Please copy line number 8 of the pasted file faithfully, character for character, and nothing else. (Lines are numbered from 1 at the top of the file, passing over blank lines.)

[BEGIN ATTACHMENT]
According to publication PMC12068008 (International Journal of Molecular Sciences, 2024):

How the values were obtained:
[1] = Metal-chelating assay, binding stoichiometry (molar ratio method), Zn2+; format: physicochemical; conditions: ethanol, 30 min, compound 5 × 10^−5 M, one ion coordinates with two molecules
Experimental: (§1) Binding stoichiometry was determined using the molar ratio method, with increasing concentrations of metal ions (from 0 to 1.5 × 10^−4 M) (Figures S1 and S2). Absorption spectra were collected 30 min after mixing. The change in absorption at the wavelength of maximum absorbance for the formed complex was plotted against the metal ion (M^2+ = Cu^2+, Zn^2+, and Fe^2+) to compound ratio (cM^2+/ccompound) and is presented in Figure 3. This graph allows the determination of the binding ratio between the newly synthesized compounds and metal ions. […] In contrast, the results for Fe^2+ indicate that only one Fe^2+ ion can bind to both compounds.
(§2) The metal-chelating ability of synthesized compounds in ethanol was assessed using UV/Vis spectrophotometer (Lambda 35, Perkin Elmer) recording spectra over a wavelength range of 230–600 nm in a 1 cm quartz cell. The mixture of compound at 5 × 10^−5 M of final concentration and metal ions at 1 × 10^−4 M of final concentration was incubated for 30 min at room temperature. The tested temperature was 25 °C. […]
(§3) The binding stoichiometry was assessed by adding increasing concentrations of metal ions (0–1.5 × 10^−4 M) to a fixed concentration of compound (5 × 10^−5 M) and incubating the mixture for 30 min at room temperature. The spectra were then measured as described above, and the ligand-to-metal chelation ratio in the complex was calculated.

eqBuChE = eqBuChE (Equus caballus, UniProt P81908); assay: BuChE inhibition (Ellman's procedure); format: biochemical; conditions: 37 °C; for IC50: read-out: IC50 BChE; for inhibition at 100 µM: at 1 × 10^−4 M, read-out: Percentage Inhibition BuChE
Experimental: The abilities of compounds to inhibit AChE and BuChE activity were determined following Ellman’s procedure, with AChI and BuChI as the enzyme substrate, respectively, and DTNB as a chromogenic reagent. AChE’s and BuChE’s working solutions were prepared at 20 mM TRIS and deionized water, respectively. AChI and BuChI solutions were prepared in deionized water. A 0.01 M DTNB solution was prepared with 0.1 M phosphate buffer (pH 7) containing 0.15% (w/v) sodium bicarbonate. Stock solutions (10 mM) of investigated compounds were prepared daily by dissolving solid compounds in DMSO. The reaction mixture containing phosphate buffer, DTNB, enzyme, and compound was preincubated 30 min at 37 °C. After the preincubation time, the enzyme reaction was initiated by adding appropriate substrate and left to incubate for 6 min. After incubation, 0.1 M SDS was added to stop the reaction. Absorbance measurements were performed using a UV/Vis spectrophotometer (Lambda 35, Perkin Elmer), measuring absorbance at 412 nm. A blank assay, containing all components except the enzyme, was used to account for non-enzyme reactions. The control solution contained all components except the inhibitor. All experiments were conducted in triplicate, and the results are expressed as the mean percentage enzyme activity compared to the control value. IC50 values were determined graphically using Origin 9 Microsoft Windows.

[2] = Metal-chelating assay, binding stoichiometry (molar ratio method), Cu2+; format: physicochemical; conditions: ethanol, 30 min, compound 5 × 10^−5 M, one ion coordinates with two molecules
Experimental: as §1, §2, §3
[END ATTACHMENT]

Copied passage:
Experimental: The abilities of compounds to inhibit AChE and BuChE activity were determined following Ellman’s procedure, with AChI and BuChI as the enzyme substrate, respectively, and DTNB as a chromogenic reagent. AChE’s and BuChE’s working solutions were prepared at 20 mM TRIS and deionized water, respectively. AChI and BuChI solutions were prepared in deionized water. A 0.01 M DTNB solution was prepared with 0.1 M phosphate buffer (pH 7) containing 0.15% (w/v) sodium bicarbonate. Stock solutions (10 mM) of investigated compounds were prepared daily by dissolving solid compounds in DMSO. The reaction mixture containing phosphate buffer, DTNB, enzyme, and compound was preincubated 30 min at 37 °C. After the preincubation time, the enzyme reaction was initiated by adding appropriate substrate and left to incubate for 6 min. After incubation, 0.1 M SDS was added to stop the reaction. Absorbance measurements were performed using a UV/Vis spectrophotometer (Lambda 35, Perkin Elmer), measuring absorbance at 412 nm. A blank assay, containing all components except the enzyme, was used to account for non-enzyme reactions. The control solution contained all components except the inhibitor. All experiments were conducted in triplicate, and the results are expressed as the mean percentage enzyme activity compared to the control value. IC50 values were determined graphically using Origin 9 Microsoft Windows.